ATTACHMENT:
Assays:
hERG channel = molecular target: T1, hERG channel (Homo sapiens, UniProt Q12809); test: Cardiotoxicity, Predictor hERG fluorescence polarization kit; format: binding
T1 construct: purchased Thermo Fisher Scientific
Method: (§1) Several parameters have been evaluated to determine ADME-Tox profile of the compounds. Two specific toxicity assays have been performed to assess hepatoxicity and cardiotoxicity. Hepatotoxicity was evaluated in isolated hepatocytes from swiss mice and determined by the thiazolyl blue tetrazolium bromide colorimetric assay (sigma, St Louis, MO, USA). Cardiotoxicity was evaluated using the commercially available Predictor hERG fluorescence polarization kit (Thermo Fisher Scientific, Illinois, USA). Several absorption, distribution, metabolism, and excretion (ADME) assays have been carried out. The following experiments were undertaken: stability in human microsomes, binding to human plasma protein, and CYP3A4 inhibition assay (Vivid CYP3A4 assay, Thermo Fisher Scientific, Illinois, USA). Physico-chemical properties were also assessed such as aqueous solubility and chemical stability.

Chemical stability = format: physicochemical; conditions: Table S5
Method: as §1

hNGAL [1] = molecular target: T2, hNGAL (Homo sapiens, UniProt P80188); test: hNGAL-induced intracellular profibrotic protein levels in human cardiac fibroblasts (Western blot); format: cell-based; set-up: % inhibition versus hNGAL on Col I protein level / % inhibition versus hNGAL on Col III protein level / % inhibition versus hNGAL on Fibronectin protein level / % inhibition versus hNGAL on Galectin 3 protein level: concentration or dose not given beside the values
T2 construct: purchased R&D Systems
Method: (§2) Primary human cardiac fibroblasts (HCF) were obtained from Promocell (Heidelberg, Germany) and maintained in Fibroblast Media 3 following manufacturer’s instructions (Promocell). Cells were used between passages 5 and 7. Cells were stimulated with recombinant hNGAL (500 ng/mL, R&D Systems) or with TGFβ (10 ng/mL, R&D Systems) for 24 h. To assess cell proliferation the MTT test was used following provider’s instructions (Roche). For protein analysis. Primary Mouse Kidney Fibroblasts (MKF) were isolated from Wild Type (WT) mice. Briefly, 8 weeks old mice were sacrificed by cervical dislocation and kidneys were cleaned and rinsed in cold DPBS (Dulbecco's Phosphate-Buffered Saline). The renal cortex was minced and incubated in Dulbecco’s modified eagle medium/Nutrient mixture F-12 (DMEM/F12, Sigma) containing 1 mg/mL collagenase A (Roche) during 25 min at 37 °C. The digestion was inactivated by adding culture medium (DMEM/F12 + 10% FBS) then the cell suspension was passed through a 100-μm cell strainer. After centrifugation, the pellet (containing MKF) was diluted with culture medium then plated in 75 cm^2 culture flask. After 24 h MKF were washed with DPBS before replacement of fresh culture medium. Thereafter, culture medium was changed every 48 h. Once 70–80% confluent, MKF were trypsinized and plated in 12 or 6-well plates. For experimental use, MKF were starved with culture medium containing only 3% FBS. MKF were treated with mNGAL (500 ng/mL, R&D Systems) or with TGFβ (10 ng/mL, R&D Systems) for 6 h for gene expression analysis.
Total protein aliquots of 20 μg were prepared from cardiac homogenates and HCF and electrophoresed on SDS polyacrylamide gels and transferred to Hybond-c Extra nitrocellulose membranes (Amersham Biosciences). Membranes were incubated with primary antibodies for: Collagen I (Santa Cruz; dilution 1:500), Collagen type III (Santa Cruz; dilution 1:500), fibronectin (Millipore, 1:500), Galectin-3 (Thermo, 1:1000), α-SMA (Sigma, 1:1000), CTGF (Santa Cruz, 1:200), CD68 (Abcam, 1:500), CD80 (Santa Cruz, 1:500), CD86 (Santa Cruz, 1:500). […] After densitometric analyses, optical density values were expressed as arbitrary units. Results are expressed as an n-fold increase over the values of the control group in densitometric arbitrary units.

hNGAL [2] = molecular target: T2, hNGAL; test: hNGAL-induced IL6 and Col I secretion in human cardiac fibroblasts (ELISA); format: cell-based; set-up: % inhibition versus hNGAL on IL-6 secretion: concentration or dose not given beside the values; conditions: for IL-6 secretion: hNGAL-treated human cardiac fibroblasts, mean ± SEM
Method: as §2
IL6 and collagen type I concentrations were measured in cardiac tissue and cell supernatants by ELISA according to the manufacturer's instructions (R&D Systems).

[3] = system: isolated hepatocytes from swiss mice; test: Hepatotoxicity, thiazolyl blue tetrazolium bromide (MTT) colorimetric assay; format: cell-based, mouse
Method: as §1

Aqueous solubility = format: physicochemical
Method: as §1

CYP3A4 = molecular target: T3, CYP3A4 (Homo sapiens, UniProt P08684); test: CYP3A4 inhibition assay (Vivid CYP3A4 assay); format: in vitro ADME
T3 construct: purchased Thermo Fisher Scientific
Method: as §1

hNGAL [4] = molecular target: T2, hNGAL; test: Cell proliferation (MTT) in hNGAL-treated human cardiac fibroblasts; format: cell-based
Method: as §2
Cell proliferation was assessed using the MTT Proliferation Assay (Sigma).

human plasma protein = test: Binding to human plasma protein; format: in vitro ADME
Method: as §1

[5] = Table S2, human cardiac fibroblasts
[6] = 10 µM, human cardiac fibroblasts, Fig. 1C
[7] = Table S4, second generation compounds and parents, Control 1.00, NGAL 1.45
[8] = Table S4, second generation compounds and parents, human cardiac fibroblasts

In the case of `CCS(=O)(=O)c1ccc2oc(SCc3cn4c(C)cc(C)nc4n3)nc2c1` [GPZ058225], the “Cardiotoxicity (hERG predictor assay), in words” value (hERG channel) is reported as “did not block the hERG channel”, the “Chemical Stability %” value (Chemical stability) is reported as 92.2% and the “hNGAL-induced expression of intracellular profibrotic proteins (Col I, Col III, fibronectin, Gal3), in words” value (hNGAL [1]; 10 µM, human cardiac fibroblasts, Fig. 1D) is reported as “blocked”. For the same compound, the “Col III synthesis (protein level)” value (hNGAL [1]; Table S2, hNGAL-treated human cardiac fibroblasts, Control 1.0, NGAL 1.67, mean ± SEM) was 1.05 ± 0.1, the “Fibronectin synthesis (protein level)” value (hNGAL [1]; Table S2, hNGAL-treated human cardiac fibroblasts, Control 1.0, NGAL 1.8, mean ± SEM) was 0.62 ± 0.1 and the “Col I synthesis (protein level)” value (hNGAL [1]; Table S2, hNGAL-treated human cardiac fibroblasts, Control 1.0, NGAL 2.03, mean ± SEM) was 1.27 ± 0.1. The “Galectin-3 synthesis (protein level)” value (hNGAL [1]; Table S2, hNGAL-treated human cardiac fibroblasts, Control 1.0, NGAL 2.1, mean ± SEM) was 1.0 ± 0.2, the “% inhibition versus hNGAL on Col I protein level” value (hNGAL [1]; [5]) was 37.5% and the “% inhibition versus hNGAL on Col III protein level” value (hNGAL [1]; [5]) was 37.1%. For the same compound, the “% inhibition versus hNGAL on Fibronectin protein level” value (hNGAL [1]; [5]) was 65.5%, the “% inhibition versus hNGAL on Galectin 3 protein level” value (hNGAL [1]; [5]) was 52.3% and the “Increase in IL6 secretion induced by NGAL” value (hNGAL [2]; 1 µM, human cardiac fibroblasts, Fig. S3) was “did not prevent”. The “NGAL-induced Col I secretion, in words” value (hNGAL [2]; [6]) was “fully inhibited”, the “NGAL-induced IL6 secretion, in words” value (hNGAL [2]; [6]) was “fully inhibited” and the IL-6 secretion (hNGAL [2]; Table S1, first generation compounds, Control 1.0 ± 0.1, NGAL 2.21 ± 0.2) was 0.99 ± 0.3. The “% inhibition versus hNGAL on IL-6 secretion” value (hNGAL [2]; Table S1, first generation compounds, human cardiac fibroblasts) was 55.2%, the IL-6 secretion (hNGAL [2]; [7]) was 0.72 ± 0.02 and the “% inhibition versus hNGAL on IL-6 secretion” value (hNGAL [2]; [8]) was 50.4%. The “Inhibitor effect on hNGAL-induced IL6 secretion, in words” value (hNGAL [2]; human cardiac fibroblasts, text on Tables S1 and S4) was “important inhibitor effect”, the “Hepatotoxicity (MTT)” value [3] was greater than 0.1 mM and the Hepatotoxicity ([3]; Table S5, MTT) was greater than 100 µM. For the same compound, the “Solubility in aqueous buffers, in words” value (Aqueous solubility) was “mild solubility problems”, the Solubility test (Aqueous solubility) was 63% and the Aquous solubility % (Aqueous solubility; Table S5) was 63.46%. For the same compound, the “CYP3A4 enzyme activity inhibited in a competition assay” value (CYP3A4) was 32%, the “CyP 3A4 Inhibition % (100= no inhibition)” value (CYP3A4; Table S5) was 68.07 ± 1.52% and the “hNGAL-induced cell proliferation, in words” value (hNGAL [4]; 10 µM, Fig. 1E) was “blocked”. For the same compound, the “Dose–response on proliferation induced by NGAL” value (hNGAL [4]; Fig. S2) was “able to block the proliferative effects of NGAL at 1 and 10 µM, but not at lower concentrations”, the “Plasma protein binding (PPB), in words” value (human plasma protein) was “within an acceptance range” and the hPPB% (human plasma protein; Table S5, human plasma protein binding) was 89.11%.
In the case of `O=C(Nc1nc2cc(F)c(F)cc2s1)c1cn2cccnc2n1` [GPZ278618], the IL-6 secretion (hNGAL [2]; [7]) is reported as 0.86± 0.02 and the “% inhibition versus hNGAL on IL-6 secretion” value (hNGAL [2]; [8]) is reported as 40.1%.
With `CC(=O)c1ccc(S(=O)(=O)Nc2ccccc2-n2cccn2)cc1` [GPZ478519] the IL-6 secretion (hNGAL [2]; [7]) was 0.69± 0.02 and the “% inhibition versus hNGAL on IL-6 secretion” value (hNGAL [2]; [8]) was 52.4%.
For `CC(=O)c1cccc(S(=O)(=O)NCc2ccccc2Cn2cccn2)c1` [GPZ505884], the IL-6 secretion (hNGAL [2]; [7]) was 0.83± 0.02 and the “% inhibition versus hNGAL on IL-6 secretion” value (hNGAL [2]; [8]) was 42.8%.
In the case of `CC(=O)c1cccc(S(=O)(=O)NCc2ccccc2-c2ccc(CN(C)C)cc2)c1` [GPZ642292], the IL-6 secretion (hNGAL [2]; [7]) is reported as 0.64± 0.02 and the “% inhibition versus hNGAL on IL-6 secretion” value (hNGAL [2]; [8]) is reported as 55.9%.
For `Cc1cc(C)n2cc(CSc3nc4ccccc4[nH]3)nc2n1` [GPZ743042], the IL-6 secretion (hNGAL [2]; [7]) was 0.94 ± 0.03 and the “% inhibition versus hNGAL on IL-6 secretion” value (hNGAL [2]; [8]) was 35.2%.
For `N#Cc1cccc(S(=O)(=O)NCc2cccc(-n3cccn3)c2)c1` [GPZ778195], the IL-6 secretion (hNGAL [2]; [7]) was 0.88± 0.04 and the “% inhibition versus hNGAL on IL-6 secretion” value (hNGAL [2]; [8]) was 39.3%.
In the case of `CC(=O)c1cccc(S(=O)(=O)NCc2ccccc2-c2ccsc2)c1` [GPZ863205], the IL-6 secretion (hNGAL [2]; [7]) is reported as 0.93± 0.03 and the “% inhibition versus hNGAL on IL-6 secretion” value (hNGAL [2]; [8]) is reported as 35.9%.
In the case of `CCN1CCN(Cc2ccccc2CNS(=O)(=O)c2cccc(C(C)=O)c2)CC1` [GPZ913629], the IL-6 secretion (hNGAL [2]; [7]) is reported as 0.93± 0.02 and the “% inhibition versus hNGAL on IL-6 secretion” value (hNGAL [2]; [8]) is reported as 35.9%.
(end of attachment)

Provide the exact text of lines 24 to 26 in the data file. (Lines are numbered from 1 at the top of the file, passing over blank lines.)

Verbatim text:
human plasma protein = test: Binding to human plasma protein; format: in vitro ADME
Method: as §1

[5] = Table S2, human cardiac fibroblasts